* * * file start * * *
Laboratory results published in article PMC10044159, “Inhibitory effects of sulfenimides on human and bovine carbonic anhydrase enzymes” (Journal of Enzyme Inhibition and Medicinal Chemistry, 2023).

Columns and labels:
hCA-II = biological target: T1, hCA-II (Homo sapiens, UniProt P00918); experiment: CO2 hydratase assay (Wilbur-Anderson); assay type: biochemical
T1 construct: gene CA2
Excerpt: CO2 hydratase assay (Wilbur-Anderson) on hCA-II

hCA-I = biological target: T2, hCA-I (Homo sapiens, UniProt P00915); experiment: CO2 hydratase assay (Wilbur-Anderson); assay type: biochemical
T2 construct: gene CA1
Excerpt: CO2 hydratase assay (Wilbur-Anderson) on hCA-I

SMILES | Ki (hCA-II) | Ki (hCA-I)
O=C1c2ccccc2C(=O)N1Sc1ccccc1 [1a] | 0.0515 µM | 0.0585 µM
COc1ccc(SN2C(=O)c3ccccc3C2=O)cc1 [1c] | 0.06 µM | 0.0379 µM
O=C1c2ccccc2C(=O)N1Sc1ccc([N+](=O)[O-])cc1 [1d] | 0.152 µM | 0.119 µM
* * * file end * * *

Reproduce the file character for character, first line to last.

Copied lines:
Laboratory results published in article PMC10044159, “Inhibitory effects of sulfenimides on human and bovine carbonic anhydrase enzymes” (Journal of Enzyme Inhibition and Medicinal Chemistry, 2023).

Columns and labels:
hCA-II = biological target: T1, hCA-II (Homo sapiens, UniProt P00918); experiment: CO2 hydratase assay (Wilbur-Anderson); assay type: biochemical
T1 construct: gene CA2
Excerpt: CO2 hydratase assay (Wilbur-Anderson) on hCA-II

hCA-I = biological target: T2, hCA-I (Homo sapiens, UniProt P00915); experiment: CO2 hydratase assay (Wilbur-Anderson); assay type: biochemical
T2 construct: gene CA1
Excerpt: CO2 hydratase assay (Wilbur-Anderson) on hCA-I

SMILES | Ki (hCA-II) | Ki (hCA-I)
O=C1c2ccccc2C(=O)N1Sc1ccccc1 [1a] | 0.0515 µM | 0.0585 µM
COc1ccc(SN2C(=O)c3ccccc3C2=O)cc1 [1c] | 0.06 µM | 0.0379 µM
O=C1c2ccccc2C(=O)N1Sc1ccc([N+](=O)[O-])cc1 [1d] | 0.152 µM | 0.119 µM